Canadian Contractor

John Bleasby   

Summer heat: Too much of a good thing?

Canadian Contractor

Workers and supervisors must work together to understand and mitigate the risks

Here’s a scary statistic from the U.S. Occupational Health and Safety Association: an investigation of over two dozen heat-related incidents on work sites involved workers on their first day, and over 80 per cent involved workers who had only been on the job for no more than four days.

Newly recruited workers may be trying to impress their new bosses and co-workers by showing a high work ethic. Nevertheless, it should never come to this, for either new or seasoned employees. Sure, summer is peak season for outdoor construction, and the pressure is on. However, employers and employees together must understand the risks and take steps to ensure that no one becomes a victim to heat stroke or more serious collapse.

Body sweat is natural. The trouble starts when the body runs out of water to sweat.

Here’s what happens to the body…
The body tries to maintain a constant 98.6 degree body temperature by sweating to cool itself. Problems occur when sweating isn’t enough. The body attempts to reabsorb fluids from the blood and other tissues. Heat rashes might be the first sign of a problem —clusters that might appear as pimples or blisters in areas that normally are sweaty. When heat cramps in the legs or the abdominal area, nausea, dizziness, weakness and confusion are observed, a serious problem is at hand.

Here’s what to do when a co-worker is over-heated…
Move them to a cooler, shaded area.
Make them drink water
Apply wet towels to their neck, face and head
If symptoms worsen or don’t respond, call for medical attention. Every minute counts.


Here’s how to avoid the problem before it even happens…

Drink water
It may seem obvious, however many  workers forget to drink until they are thirsty. By then they could already be dehydrated. Drinking water should start and continue throughout the day. And avoid caffeine loaded drinks. They make matters worse. Stick to the H-2-O!

A simple solution for all the crew. A hydration station and some shade.

Eat good food
Don’t eat as much lunch on the really hot days. It’s one way to avoid the ‘post lunch dip’, that drop in energy that can occur after a meal.  And avoid greasy foods altogether, like fries.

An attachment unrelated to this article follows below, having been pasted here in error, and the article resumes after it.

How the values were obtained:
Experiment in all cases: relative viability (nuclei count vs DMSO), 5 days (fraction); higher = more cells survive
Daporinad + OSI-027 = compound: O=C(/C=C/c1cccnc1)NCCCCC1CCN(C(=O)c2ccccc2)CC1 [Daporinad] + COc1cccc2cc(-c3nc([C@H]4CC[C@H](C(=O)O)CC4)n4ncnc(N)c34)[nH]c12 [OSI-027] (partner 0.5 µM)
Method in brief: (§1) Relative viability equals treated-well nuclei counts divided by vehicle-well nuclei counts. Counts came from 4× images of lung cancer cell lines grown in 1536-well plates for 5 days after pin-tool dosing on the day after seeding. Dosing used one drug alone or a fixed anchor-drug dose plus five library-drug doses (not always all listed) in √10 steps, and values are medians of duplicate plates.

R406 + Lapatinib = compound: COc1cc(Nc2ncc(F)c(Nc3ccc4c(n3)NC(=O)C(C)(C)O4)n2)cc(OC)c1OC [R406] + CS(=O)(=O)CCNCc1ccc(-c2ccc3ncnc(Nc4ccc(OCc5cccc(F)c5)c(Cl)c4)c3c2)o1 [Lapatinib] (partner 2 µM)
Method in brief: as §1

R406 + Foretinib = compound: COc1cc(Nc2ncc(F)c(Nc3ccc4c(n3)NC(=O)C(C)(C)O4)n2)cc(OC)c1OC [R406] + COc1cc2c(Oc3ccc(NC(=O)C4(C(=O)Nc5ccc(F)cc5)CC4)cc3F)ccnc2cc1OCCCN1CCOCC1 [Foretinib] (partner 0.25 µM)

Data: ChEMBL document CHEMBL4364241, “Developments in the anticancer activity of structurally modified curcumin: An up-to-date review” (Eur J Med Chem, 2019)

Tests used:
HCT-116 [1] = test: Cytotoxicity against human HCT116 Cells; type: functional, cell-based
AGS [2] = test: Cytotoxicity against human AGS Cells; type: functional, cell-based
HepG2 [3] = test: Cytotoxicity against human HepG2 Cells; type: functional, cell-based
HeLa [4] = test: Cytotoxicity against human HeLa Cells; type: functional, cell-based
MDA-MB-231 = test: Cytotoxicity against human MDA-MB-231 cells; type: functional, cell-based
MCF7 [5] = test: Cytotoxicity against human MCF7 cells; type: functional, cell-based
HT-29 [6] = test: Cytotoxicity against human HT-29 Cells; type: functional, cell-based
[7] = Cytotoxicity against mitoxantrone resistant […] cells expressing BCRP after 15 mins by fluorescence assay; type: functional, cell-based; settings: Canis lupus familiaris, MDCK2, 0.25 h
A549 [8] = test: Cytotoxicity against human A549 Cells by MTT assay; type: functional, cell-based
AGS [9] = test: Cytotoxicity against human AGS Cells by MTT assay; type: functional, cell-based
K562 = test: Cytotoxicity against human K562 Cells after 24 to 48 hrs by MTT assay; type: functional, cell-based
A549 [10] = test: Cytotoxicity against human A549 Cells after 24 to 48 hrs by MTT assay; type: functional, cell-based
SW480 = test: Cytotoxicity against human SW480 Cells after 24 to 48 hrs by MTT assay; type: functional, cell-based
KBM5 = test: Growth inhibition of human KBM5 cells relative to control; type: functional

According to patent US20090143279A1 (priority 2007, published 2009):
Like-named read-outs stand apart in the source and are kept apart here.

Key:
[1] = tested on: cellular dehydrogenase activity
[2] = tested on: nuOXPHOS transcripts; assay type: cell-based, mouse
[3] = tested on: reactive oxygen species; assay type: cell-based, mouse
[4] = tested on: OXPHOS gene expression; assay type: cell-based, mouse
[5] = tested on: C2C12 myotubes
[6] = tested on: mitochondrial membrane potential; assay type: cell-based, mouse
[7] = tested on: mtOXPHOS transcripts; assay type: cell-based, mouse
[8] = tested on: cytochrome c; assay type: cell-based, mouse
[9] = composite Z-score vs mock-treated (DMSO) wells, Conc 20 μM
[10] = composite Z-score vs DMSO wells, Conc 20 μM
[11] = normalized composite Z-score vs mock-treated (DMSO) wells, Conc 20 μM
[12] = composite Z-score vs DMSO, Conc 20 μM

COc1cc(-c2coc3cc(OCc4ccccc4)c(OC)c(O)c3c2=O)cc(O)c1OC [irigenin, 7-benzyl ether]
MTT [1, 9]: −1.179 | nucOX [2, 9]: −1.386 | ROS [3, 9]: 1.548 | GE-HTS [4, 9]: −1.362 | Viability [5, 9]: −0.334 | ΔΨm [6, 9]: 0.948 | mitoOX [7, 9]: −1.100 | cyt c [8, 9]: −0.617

Dress appropriately
Leave the heavy construction overalls at home on the hot days. Invest in lighter weight work gear for those hot days. A cooling bandana is a good thought too. Dip it in water every so often to keep your neck and head cool. And don’t forget your wide-brimmed hat or construction helmet as the job dictates.

Employers have a key role to play

All of the above tips, and the many more that are out there on the internet, should be reinforced at the management and supervisory level. Training to avoid heat related problems goes hand-in-hand with recognizing them when they occur.

  • If a week of really hot weather is forecast, consider scheduling unshaded work to the first and last few hours of the work day, thus avoiding the sun’s maximum mid-day power.
  • Investigate ways how work in the open can be protected from the sun’s direct rays with a temporary sun screen.
  • Allow more rest periods during the hot days, and provide a tent or awning for a hydration station where workers can escape the sun.
  • If feasible, consider bring fans to the site to provide some relief.
  • And if it comes to it, decide on an upper heat limit for temperatures and send the team home if it’s exceeded. No one works at peak efficiency in the extreme heat.

Crews have a responsibility to take the appropriate personal measures to look after themselves and to keep key an eye on fellow-workers. Employers have an obligation to keep the health and safety of their team foremost in their minds. It’s a team effort.

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